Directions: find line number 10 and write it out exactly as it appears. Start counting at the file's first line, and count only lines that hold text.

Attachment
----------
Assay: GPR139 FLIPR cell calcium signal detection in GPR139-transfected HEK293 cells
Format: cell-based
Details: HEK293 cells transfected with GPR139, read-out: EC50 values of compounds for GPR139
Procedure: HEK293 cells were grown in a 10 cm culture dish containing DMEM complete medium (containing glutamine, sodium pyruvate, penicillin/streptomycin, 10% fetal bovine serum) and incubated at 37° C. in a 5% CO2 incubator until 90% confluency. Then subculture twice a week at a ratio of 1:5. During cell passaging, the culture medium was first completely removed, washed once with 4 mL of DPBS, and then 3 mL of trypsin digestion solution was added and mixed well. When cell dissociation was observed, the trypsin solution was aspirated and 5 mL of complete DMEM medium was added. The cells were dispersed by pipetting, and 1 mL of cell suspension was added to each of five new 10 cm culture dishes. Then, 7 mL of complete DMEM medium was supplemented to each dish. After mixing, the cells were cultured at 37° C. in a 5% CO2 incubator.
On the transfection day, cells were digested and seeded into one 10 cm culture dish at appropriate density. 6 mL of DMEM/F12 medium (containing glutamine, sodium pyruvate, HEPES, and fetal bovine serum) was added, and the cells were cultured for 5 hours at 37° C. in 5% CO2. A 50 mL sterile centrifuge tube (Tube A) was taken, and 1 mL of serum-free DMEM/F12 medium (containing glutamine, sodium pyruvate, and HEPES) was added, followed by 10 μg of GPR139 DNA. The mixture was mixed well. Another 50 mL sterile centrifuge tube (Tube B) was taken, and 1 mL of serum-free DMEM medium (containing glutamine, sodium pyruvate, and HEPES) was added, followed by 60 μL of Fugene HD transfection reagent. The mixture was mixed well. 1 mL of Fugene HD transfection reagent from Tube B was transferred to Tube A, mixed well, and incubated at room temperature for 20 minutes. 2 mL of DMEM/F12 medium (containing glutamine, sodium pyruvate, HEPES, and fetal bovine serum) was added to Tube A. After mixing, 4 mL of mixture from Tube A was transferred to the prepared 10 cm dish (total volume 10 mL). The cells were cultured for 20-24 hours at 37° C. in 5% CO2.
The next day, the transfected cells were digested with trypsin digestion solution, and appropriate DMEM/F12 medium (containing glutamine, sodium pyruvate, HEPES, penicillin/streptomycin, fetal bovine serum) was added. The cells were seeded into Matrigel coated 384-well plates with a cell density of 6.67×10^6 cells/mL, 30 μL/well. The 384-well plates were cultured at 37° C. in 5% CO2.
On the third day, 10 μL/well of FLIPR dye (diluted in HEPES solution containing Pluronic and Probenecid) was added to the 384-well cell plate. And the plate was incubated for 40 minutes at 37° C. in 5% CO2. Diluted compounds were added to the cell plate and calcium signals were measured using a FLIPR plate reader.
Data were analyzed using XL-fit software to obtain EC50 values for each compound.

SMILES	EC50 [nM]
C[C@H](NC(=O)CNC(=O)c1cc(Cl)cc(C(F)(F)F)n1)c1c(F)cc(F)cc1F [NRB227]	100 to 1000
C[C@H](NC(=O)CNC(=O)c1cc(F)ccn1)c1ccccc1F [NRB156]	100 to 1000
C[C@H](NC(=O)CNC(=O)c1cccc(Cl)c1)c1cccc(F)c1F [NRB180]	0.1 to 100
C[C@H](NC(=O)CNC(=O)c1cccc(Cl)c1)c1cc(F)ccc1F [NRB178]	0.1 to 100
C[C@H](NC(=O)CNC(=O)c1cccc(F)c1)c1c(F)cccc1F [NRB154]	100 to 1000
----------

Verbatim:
C[C@H](NC(=O)CNC(=O)c1cc(Cl)cc(C(F)(F)F)n1)c1c(F)cc(F)cc1F [NRB227]	100 to 1000